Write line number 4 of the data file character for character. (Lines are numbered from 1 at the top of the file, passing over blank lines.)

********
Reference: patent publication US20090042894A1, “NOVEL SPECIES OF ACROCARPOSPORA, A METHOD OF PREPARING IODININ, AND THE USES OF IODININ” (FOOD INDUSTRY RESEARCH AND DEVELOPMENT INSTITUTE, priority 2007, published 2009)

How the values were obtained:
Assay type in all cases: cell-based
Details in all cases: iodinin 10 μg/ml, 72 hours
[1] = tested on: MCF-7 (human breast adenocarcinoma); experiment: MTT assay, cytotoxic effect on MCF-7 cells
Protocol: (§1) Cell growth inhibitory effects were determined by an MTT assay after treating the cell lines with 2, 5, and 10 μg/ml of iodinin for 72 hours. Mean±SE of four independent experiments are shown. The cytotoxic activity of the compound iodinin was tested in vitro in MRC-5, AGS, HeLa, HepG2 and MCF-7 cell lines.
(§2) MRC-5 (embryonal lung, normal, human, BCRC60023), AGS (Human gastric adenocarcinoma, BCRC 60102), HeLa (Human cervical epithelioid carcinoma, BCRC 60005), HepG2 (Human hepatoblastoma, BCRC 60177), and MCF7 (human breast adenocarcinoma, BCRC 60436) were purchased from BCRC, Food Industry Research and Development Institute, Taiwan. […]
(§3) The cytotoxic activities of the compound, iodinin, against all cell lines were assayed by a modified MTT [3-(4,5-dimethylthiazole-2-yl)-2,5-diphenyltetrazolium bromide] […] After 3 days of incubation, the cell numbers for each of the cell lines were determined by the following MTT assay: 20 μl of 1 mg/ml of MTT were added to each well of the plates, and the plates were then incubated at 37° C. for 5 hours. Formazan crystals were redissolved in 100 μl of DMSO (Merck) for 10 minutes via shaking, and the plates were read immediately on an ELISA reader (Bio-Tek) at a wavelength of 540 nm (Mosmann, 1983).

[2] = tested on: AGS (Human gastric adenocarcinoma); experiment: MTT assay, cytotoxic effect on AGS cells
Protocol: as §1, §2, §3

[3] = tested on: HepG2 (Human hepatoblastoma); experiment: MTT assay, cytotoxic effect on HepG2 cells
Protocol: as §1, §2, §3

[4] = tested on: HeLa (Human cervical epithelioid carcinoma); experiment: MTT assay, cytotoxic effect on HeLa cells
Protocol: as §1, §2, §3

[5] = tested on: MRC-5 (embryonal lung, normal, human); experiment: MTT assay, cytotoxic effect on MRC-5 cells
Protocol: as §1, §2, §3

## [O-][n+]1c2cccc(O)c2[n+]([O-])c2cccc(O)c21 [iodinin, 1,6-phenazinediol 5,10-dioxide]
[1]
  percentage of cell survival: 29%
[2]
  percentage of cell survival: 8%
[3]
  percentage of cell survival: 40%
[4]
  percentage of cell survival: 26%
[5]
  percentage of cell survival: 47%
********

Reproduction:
Details in all cases: iodinin 10 μg/ml, 72 hours